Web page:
Mount Bachelor isn't a big challenge mountain. After all, it has a ski lift to just about the summit. It's a perfect cone volcano just south of the wilder Three Sisters and the shattered remnants of Broken Top. It was a great challenge for sea-level folks that haven't climbed above 9,000 feet before so pretty ideal for this day.
Even though it's a ski area, the summer trail was plenty wild with only a few views of the lift system. Those wilderness-spoilers were few enough you hardly see them in my carefully curated pictures. (Never believe what you see online!) The first section is through the trees and we made good time.
Once we left the trees the trail wound through fields of rock and across short snow patches. The women (yes, I'm including Clara in that classification) carefully picked their way across the snow, cautiously testing every foot placement and fearing a slide. We'd have to fix that. One should never be afraid of snow in late summer.
Louise kept a fast pace and left us in the dust. We stopped to breathe frequently thanks to the elevation. I'd like to think I've acclimated a bit with the time I spend in the mountains around home (topping around 6,000 feet) and the periodic climbs toward 10,000 like Mt. McLoughlin a few days before, but I was feeling the altitude, too. Clara's only been to 10,000 feet once, but with a few breaks she did fine.
Nearing the summit we started seeing a few butterflies and I was hopeful we had hit the jackpot again.
Indeed we had. Twice in as many trips they were everywhere! Butterflies are magical. So were the views, even obscured by wildfire smoke as they were. Clara busted out her camera and wandered all over the summit area while I sat and marveled at the wonder of climbing a volcano with my daughter.
An hour later, full of buttery goodness, we headed down. Rather than follow the rocky trail all the way down, I hoped to get some glissades in by traversing to skier's right to a long snow field I'd spotted on the way up. Along the traverse we found pods of butterflies resting before taking off to fly wherever they were heading.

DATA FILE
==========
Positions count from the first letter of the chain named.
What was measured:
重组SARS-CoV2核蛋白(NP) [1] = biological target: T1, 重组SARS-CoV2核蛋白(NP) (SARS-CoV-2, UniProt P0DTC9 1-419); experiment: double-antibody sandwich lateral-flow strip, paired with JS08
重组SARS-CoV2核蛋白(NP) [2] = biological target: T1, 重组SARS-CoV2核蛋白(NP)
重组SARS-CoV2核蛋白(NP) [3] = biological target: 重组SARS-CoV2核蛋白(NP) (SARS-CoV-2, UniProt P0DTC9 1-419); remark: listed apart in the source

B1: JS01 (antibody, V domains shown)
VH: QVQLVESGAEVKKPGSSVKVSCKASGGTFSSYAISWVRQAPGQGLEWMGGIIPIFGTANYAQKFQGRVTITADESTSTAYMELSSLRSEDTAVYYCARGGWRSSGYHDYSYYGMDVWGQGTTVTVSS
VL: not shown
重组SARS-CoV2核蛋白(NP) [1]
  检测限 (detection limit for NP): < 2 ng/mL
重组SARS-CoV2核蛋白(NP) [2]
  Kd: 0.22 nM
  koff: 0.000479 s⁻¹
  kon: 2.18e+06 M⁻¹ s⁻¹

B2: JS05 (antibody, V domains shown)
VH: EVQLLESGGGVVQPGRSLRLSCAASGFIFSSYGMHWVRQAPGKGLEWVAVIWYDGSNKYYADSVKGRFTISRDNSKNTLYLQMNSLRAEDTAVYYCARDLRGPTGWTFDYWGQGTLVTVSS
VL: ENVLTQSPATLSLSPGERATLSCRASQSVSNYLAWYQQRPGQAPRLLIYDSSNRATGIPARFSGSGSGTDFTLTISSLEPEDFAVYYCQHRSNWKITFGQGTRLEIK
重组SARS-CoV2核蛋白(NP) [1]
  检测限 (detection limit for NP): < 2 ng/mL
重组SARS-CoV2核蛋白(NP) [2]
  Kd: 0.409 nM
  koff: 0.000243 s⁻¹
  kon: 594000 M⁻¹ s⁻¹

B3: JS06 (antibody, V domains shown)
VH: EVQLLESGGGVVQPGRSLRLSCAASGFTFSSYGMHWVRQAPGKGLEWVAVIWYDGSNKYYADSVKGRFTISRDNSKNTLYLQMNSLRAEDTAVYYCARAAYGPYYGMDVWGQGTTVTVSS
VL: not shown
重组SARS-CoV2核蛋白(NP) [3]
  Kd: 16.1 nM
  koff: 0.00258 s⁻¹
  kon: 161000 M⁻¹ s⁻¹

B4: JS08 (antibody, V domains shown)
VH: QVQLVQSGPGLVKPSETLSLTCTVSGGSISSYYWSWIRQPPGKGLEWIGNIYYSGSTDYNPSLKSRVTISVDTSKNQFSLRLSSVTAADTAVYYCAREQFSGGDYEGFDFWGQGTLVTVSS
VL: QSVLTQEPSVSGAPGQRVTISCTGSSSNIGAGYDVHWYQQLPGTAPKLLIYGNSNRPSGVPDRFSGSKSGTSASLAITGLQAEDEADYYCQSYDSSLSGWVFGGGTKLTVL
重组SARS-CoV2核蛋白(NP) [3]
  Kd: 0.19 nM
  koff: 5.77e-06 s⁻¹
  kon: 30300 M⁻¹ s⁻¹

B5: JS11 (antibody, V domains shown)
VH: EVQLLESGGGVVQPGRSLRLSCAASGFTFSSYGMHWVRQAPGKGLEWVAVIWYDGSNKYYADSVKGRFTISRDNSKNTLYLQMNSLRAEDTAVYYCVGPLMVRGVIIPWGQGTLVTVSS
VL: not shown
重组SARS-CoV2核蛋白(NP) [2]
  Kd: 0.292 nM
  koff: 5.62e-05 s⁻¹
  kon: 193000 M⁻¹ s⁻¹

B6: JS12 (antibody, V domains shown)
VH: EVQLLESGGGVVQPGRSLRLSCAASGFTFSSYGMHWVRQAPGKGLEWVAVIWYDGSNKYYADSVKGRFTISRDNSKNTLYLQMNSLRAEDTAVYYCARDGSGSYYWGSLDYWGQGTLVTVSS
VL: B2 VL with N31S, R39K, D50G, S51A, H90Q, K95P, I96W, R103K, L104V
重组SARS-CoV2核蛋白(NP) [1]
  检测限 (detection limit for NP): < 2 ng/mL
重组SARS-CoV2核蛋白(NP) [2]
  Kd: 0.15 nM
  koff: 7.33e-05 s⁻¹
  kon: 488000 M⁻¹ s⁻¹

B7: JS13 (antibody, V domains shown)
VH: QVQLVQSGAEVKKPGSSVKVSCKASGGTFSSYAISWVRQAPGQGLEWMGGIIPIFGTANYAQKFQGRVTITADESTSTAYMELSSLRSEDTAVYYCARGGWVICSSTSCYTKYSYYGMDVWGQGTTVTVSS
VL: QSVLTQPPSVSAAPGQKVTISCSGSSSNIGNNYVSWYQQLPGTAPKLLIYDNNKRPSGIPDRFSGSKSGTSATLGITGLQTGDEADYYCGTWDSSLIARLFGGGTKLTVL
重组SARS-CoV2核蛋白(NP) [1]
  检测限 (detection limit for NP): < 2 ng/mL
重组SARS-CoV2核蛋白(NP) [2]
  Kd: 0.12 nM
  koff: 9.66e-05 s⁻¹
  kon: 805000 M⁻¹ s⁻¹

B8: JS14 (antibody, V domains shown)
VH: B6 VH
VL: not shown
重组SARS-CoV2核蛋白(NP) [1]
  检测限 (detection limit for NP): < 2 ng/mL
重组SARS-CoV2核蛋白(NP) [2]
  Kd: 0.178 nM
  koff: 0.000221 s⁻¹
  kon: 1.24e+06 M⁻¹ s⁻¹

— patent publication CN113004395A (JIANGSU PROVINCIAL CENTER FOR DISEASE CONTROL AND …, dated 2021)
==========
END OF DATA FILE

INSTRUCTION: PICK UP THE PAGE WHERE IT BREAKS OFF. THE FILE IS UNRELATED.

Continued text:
So... I sit in the snow and slide? Won't my bum get wet? How do I stop? Isn't it cold?
Don't worry. Just watch me and follow along. <hehe>
The first slope was a short one with a safe runout. The worst possible outcome would be a short roll into the basin. I slid quickly and laid a track. Louise sat and started down. I watched her face go from hmmm to oooh to aaaigh to hahahahahaha! It was exactly what I expected to see on a first glissade. (Those translate roughly to, "Interesting, I'm sitting in the snow in shorts," "I'm sliding", "OMG there's snow going up my shorts!" and "THAT WAS AWESOME!")
Clara followed using her axe for control and stopping perfectly. I gave her one suggestion to hold her axe further to the outside, but otherwise she was good for the bigger slopes. Louise had to make due with her trekking poles as a stand in for an axe.
The next 30 minutes was spent barreling down the slopes we had spent laboring up. Up was plod plod breathe plod plod. Down was WAHOOO! breathe traverse to line up the next slide and WAHOOO! Going down is usually easier, but going down in a glissade is always more fun. By the time we exhausted the snow were soaked and had dropped at least a thousand feet. We blew past a couple that was descending at the same time. They initially demurred when I suggested they take the snow down, but relented when they saw how much fun we were having.
After a glissade the remainder of the descent was more a chore than a fun adventure. So many descents are. But given the points we'd already tallied it was clear this was going to be a day for the record books. We'd climbed to a volcanic summit above 9,000 feet. We'd seen a butterfly swarm that occurs only once a decade. And we'd enjoyed some serious glissading. Definitely a winning day.
The only downside was we were due to head home in a few more days and there wouldn't be time for another volcano climb. Some of the few climbers we met on the way down said they'd started early and had already found butterflies on South Sister. That would have been a great second volcano for Clara, but it would have to wait until our next trip to Central Oregon. Something tells me there will be one.